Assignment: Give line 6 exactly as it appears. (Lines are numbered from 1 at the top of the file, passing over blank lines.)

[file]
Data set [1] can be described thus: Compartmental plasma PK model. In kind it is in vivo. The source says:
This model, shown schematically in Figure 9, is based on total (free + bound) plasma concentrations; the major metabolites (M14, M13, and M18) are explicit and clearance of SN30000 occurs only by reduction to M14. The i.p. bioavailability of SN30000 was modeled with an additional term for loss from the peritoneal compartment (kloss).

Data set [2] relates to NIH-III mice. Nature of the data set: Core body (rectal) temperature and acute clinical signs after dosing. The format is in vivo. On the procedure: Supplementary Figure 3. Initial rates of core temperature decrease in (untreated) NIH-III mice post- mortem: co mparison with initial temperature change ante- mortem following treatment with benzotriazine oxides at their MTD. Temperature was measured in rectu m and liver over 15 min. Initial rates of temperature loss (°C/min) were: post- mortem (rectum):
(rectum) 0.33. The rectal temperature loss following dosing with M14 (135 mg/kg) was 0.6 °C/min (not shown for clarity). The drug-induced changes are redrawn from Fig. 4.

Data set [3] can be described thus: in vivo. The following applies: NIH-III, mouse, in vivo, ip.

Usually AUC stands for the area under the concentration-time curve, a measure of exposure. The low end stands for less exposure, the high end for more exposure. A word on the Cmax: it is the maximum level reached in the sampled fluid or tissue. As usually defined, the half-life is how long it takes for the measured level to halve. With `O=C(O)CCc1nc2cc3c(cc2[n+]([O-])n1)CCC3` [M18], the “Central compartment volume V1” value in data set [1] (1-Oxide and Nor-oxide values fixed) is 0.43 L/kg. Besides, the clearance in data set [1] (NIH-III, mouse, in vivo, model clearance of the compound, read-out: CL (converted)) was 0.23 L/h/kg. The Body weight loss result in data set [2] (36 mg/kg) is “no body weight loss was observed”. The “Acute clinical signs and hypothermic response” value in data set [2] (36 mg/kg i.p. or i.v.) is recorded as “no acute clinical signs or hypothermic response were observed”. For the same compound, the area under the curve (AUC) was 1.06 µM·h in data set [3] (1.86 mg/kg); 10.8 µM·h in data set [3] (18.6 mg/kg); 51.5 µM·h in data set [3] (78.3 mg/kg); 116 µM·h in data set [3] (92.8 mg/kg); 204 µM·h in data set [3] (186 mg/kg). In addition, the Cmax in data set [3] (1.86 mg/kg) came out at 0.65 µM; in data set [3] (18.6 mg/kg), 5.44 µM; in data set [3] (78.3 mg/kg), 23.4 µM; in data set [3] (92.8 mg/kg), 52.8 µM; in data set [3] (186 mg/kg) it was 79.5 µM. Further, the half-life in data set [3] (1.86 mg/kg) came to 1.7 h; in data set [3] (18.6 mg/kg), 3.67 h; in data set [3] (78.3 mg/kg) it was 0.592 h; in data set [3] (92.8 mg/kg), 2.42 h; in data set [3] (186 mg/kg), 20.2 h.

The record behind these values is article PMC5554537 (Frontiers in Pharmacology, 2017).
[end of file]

Usually AUC stands for the area under the concentration-time curve, a measure of exposure. The low end stands for less exposure, the high end for more exposure. A word on the Cmax: it is the maximum level reached in the sampled fluid or tissue. As usually defined, the half-life is how long it takes for the measured level to halve. With `O=C(O)CCc1nc2cc3c(cc2[n+]([O-])n1)CCC3` [M18], the “Central compartment volume V1” value in data set [1] (1-Oxide and Nor-oxide values fixed) is 0.43 L/kg. Besides, the clearance in data set [1] (NIH-III, mouse, in vivo, model clearance of the compound, read-out: CL (converted)) was 0.23 L/h/kg. The Body weight loss result in data set [2] (36 mg/kg) is “no body weight loss was observed”. The “Acute clinical signs and hypothermic response” value in data set [2] (36 mg/kg i.p. or i.v.) is recorded as “no acute clinical signs or hypothermic response were observed”. For the same compound, the area under the curve (AUC) was 1.06 µM·h in data set [3] (1.86 mg/kg); 10.8 µM·h in data set [3] (18.6 mg/kg); 51.5 µM·h in data set [3] (78.3 mg/kg); 116 µM·h in data set [3] (92.8 mg/kg); 204 µM·h in data set [3] (186 mg/kg). In addition, the Cmax in data set [3] (1.86 mg/kg) came out at 0.65 µM; in data set [3] (18.6 mg/kg), 5.44 µM; in data set [3] (78.3 mg/kg), 23.4 µM; in data set [3] (92.8 mg/kg), 52.8 µM; in data set [3] (186 mg/kg) it was 79.5 µM. Further, the half-life in data set [3] (1.86 mg/kg) came to 1.7 h; in data set [3] (18.6 mg/kg), 3.67 h; in data set [3] (78.3 mg/kg) it was 0.592 h; in data set [3] (92.8 mg/kg), 2.42 h; in data set [3] (186 mg/kg), 20.2 h.